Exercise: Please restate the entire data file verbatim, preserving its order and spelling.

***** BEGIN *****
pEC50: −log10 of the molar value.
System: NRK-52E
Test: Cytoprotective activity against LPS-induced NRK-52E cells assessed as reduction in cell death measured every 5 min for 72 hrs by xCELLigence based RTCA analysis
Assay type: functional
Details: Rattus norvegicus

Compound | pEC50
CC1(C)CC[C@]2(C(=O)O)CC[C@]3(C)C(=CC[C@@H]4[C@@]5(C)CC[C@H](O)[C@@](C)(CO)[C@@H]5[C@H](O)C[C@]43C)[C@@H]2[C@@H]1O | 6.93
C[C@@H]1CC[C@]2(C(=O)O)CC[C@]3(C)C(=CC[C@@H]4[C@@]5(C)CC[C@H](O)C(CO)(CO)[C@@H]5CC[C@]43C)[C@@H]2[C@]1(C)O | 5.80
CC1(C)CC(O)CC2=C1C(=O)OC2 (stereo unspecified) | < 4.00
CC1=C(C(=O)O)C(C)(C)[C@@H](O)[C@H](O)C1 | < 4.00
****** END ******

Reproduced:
pEC50: −log10 of the molar value.
System: NRK-52E
Test: Cytoprotective activity against LPS-induced NRK-52E cells assessed as reduction in cell death measured every 5 min for 72 hrs by xCELLigence based RTCA analysis
Assay type: functional
Details: Rattus norvegicus

Compound | pEC50
CC1(C)CC[C@]2(C(=O)O)CC[C@]3(C)C(=CC[C@@H]4[C@@]5(C)CC[C@H](O)[C@@](C)(CO)[C@@H]5[C@H](O)C[C@]43C)[C@@H]2[C@@H]1O | 6.93
C[C@@H]1CC[C@]2(C(=O)O)CC[C@]3(C)C(=CC[C@@H]4[C@@]5(C)CC[C@H](O)C(CO)(CO)[C@@H]5CC[C@]43C)[C@@H]2[C@]1(C)O | 5.80
CC1(C)CC(O)CC2=C1C(=O)OC2 (stereo unspecified) | < 4.00
CC1=C(C(=O)O)C(C)(C)[C@@H](O)[C@H](O)C1 | < 4.00